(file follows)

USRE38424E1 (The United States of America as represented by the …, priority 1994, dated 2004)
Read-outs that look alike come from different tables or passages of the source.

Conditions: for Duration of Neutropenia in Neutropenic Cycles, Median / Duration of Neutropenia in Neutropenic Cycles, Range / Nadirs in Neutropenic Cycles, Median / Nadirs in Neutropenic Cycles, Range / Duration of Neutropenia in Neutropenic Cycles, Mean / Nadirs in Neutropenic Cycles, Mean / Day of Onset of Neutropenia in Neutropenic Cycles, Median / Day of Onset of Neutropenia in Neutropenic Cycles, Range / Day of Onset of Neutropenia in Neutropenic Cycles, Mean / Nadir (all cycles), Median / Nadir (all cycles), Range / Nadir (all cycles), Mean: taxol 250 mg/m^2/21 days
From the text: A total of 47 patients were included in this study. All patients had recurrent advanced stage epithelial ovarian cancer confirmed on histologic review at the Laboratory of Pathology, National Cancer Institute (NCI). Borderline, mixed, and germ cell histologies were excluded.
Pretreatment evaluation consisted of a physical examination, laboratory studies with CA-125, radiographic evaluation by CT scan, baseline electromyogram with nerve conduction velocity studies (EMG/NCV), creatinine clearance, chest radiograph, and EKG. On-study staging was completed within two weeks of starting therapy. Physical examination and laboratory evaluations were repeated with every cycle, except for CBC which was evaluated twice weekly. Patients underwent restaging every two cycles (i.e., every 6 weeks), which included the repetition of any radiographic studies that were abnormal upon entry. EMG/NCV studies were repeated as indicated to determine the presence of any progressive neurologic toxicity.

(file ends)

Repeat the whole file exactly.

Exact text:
USRE38424E1 (The United States of America as represented by the …, priority 1994, dated 2004)
Read-outs that look alike come from different tables or passages of the source.

Conditions: for Duration of Neutropenia in Neutropenic Cycles, Median / Duration of Neutropenia in Neutropenic Cycles, Range / Nadirs in Neutropenic Cycles, Median / Nadirs in Neutropenic Cycles, Range / Duration of Neutropenia in Neutropenic Cycles, Mean / Nadirs in Neutropenic Cycles, Mean / Day of Onset of Neutropenia in Neutropenic Cycles, Median / Day of Onset of Neutropenia in Neutropenic Cycles, Range / Day of Onset of Neutropenia in Neutropenic Cycles, Mean / Nadir (all cycles), Median / Nadir (all cycles), Range / Nadir (all cycles), Mean: taxol 250 mg/m^2/21 days
From the text: A total of 47 patients were included in this study. All patients had recurrent advanced stage epithelial ovarian cancer confirmed on histologic review at the Laboratory of Pathology, National Cancer Institute (NCI). Borderline, mixed, and germ cell histologies were excluded.
Pretreatment evaluation consisted of a physical examination, laboratory studies with CA-125, radiographic evaluation by CT scan, baseline electromyogram with nerve conduction velocity studies (EMG/NCV), creatinine clearance, chest radiograph, and EKG. On-study staging was completed within two weeks of starting therapy. Physical examination and laboratory evaluations were repeated with every cycle, except for CBC which was evaluated twice weekly. Patients underwent restaging every two cycles (i.e., every 6 weeks), which included the repetition of any radiographic studies that were abnormal upon entry. EMG/NCV studies were repeated as indicated to determine the presence of any progressive neurologic toxicity.